# The Math Death Spiral: How Knowledge Gaps Lead to Student Failure

*Accumulating mathematical knowledge gaps can lead students to reach a tipping point where further learning becomes overwhelming, ultimately causing them to abandon math entirely.*

When people age, they accumulate biological damage that eventually reaches a tipping point and leads to a cascade of catastrophic health issues.

**The same thing happens to students learning mathematics.**

Students accumulate knowledge gaps as they progress through math, and they stop taking math classes once the number of gaps reaches a tipping point and spirals out of control.

Knowledge gaps can form in a variety of ways. To name a few:

- A student may get stuck on foundational topics yet still be required to complete homework on more advanced topics, leading them to scrape by without really understanding the subject matter. Even a grade of B+ or A- means that there are things in the course that the student never completely grasped, much less mastered.
- Students typically do not review material learned in previous years (unless it just happens to be practiced implicitly while attempting to learn new content), and they often do not even review material from their current year unless they are preparing for a test. This leads them to forget what they’ve learned -- often so severely that they need to re-learn it from scratch when it shows up again in the future.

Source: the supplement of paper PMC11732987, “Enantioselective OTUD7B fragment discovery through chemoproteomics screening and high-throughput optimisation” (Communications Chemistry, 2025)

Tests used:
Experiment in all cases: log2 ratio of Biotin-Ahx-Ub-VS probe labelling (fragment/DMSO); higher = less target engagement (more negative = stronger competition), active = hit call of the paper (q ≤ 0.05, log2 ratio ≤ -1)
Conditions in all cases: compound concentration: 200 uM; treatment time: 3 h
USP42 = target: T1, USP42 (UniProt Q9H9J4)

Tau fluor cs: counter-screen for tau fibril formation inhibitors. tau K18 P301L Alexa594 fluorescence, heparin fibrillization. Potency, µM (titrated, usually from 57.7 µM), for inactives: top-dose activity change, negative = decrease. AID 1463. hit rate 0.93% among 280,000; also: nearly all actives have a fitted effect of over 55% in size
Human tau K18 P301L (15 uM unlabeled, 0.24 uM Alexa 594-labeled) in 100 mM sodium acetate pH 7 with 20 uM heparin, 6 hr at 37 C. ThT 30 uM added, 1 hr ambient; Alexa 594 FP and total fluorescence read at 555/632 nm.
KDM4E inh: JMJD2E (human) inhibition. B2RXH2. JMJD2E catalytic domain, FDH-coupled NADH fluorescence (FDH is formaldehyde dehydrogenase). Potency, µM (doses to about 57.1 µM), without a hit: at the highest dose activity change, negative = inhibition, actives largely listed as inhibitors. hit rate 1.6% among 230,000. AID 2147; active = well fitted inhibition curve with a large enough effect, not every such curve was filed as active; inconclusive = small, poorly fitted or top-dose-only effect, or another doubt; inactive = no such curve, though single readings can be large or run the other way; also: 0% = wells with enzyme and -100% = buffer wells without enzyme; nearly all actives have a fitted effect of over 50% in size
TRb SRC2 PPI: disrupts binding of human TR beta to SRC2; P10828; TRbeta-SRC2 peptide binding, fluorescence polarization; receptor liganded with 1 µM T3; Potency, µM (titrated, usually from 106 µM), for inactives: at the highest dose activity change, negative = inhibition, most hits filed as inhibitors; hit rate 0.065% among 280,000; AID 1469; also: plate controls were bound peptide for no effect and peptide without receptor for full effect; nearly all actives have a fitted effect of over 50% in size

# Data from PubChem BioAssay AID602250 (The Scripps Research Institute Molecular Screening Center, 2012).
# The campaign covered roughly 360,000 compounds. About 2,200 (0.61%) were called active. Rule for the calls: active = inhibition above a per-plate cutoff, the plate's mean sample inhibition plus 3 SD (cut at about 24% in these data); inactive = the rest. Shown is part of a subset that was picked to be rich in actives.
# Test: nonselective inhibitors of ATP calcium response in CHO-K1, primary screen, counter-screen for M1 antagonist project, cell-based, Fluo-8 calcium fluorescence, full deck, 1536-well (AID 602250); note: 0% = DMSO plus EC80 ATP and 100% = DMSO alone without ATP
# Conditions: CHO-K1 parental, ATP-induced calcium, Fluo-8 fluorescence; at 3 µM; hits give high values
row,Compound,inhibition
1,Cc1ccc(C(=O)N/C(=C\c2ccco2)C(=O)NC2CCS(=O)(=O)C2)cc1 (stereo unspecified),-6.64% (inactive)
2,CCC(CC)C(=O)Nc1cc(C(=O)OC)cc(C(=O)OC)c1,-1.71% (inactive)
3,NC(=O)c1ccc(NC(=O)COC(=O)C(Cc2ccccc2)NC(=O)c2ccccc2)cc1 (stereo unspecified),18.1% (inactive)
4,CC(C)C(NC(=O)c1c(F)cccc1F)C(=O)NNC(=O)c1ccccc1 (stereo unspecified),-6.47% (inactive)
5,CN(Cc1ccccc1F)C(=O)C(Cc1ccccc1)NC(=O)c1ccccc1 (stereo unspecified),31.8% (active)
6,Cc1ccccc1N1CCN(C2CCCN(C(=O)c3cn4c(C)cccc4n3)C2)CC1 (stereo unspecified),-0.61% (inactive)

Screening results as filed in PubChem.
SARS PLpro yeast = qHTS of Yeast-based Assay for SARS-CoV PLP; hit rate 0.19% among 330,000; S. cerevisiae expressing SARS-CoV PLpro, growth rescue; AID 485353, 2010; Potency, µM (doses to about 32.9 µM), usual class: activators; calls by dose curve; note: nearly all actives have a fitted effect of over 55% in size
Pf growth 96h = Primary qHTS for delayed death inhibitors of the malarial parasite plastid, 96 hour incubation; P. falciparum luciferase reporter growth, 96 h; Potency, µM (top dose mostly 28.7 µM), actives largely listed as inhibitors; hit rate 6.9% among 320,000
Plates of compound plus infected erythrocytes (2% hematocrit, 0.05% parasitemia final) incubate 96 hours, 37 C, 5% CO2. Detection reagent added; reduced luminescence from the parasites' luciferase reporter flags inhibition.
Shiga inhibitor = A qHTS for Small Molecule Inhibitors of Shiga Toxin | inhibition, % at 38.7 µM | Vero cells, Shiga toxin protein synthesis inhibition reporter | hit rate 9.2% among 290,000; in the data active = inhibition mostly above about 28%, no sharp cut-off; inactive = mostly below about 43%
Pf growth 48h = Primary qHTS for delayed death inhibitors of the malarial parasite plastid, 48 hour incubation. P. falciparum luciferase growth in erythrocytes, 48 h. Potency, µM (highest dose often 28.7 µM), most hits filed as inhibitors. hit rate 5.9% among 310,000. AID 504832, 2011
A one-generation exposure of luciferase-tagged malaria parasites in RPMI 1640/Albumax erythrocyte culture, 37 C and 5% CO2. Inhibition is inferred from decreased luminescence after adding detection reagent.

- Gaps can also be created if a student takes a course that is watered down or otherwise not comprehensive. When a future course assumes prior knowledge that the student never actually learned, that’s a gap.

**Now here’s the real kicker: gaps beget more gaps.**

Once you have a gap, you are unable to fully understand any new information further down that learning path. The gap proliferates.

Consequently, once a student amasses a critical number of gaps, things spiral out of control and a vicious cycle kicks off.

- The cycle begins with a student trying to imitate procedures cookbook-style, without really understanding what’s going on, because they can’t intuitively grasp any of the new material that they’re being taught.
- Soon after that, they find themselves unable to solve any problems that involve critical thinking or many steps.
- Finally, they stop taking math classes because they feel it’s impossible to succeed no matter how hard they try.

The student may interpret this situation as “I’m not smart enough to learn more math” – when in fact, their mathematical lifespan could have been extended simply by having their knowledge gaps detected and repaired.